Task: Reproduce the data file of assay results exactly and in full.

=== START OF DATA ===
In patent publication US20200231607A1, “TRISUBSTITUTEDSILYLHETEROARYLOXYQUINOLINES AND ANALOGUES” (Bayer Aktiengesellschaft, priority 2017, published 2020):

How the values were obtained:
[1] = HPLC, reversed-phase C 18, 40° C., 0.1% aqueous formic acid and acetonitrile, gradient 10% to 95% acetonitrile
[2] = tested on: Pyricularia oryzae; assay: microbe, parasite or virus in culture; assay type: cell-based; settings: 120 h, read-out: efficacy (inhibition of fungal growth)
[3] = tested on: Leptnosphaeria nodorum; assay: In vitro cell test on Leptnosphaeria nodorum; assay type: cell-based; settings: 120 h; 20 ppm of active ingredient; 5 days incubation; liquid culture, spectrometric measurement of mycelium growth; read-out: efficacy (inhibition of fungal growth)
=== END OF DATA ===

In patent publication US20200231607A1, “TRISUBSTITUTEDSILYLHETEROARYLOXYQUINOLINES AND ANALOGUES” (Bayer Aktiengesellschaft, priority 2017, published 2020):

How the values were obtained:
[1] = HPLC, reversed-phase C 18, 40° C., 0.1% aqueous formic acid and acetonitrile, gradient 10% to 95% acetonitrile
[2] = tested on: Pyricularia oryzae; assay: microbe, parasite or virus in culture; assay type: cell-based; settings: 120 h, read-out: efficacy (inhibition of fungal growth)
[3] = tested on: Leptnosphaeria nodorum; assay: In vitro cell test on Leptnosphaeria nodorum; assay type: cell-based; settings: 120 h; 20 ppm of active ingredient; 5 days incubation; liquid culture, spectrometric measurement of mycelium growth; read-out: efficacy (inhibition of fungal growth)